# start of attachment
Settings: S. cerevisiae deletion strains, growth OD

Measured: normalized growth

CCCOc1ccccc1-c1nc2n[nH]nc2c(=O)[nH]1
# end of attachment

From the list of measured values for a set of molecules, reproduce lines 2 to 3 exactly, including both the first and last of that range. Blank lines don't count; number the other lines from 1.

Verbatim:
Measured: normalized growth

CCCOc1ccccc1-c1nc2n[nH]nc2c(=O)[nH]1